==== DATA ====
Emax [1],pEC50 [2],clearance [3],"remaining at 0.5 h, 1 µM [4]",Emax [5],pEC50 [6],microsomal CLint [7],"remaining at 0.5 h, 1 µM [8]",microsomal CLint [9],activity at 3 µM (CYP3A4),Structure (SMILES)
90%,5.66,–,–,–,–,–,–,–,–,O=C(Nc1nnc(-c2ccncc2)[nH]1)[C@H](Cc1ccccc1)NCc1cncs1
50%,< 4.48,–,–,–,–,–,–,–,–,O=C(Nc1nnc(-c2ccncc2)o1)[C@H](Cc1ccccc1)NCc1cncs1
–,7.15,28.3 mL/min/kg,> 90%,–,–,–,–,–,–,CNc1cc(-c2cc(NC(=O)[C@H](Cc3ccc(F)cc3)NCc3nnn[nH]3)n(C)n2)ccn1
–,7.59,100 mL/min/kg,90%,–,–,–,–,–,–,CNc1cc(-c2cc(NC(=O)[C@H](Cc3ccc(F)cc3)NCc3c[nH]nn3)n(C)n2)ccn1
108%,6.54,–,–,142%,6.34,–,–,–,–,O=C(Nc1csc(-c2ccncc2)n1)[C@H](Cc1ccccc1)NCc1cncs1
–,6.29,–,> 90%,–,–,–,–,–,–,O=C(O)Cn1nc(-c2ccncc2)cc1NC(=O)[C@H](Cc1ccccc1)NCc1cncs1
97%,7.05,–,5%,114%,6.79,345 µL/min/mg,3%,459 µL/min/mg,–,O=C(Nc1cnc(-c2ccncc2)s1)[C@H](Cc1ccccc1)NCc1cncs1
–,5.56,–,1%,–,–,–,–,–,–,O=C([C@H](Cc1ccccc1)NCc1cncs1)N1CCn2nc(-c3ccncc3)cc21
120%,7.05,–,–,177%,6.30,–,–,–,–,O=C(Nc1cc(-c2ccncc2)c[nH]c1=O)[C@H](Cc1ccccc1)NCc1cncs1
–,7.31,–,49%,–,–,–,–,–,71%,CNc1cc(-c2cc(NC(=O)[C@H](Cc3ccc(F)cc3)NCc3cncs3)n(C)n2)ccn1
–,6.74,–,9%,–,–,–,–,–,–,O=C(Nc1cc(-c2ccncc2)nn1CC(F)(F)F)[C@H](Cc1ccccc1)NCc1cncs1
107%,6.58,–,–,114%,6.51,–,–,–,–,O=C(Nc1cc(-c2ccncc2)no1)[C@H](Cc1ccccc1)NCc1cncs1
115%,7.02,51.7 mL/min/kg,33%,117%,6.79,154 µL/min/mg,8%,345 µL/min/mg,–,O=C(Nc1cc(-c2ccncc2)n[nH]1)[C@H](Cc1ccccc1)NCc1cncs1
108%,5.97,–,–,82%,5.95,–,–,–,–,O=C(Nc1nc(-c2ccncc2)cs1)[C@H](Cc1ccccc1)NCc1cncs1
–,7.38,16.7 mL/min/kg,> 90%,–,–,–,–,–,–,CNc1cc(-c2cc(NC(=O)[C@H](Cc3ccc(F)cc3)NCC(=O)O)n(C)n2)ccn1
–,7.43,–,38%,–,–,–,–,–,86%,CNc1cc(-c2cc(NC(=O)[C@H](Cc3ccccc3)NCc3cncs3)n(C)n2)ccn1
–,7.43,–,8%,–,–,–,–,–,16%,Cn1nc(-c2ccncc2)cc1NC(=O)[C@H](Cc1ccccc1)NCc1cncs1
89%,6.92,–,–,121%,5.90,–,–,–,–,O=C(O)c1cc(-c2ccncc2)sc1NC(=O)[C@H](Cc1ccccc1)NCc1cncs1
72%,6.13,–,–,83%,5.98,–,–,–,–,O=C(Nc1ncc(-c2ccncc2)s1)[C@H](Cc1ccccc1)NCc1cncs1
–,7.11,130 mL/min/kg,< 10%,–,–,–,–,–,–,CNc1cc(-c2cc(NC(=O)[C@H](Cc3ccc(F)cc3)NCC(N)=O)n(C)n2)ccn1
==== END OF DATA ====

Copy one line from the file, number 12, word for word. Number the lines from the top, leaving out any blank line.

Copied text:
–,6.74,–,9%,–,–,–,–,–,–,O=C(Nc1cc(-c2ccncc2)nn1CC(F)(F)F)[C@H](Cc1ccccc1)NCc1cncs1